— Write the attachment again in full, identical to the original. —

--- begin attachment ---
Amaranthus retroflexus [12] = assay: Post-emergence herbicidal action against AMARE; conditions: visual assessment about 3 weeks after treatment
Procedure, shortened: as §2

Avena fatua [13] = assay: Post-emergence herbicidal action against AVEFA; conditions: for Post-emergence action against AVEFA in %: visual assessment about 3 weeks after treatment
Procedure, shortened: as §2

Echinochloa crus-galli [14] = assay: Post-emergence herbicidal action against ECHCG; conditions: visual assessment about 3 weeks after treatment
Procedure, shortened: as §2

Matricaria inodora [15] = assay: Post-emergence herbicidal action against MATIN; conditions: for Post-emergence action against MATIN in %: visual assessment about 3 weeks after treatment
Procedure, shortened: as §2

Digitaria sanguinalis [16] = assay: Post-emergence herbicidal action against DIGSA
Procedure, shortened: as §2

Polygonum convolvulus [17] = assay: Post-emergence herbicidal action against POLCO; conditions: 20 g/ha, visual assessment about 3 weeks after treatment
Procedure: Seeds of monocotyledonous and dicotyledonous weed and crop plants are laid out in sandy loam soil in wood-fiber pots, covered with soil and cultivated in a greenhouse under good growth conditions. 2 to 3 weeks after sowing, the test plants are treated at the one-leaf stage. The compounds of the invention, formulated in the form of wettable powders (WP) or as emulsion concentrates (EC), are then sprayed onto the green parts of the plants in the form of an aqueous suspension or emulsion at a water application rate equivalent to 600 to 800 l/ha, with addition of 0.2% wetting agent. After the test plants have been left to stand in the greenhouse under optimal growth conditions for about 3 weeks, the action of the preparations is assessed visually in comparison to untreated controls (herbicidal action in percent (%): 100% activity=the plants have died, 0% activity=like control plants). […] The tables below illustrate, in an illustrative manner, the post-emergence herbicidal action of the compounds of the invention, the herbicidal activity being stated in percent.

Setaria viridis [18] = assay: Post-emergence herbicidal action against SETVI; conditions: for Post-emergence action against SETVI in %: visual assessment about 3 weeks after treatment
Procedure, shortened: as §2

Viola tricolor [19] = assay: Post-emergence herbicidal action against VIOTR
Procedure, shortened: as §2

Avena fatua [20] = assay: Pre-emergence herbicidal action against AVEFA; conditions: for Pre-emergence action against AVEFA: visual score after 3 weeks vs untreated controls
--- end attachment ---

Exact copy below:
Amaranthus retroflexus [12] = assay: Post-emergence herbicidal action against AMARE; conditions: visual assessment about 3 weeks after treatment
Procedure, shortened: as §2

Avena fatua [13] = assay: Post-emergence herbicidal action against AVEFA; conditions: for Post-emergence action against AVEFA in %: visual assessment about 3 weeks after treatment
Procedure, shortened: as §2

Echinochloa crus-galli [14] = assay: Post-emergence herbicidal action against ECHCG; conditions: visual assessment about 3 weeks after treatment
Procedure, shortened: as §2

Matricaria inodora [15] = assay: Post-emergence herbicidal action against MATIN; conditions: for Post-emergence action against MATIN in %: visual assessment about 3 weeks after treatment
Procedure, shortened: as §2

Digitaria sanguinalis [16] = assay: Post-emergence herbicidal action against DIGSA
Procedure, shortened: as §2

Polygonum convolvulus [17] = assay: Post-emergence herbicidal action against POLCO; conditions: 20 g/ha, visual assessment about 3 weeks after treatment
Procedure: Seeds of monocotyledonous and dicotyledonous weed and crop plants are laid out in sandy loam soil in wood-fiber pots, covered with soil and cultivated in a greenhouse under good growth conditions. 2 to 3 weeks after sowing, the test plants are treated at the one-leaf stage. The compounds of the invention, formulated in the form of wettable powders (WP) or as emulsion concentrates (EC), are then sprayed onto the green parts of the plants in the form of an aqueous suspension or emulsion at a water application rate equivalent to 600 to 800 l/ha, with addition of 0.2% wetting agent. After the test plants have been left to stand in the greenhouse under optimal growth conditions for about 3 weeks, the action of the preparations is assessed visually in comparison to untreated controls (herbicidal action in percent (%): 100% activity=the plants have died, 0% activity=like control plants). […] The tables below illustrate, in an illustrative manner, the post-emergence herbicidal action of the compounds of the invention, the herbicidal activity being stated in percent.

Setaria viridis [18] = assay: Post-emergence herbicidal action against SETVI; conditions: for Post-emergence action against SETVI in %: visual assessment about 3 weeks after treatment
Procedure, shortened: as §2

Viola tricolor [19] = assay: Post-emergence herbicidal action against VIOTR
Procedure, shortened: as §2

Avena fatua [20] = assay: Pre-emergence herbicidal action against AVEFA; conditions: for Pre-emergence action against AVEFA: visual score after 3 weeks vs untreated controls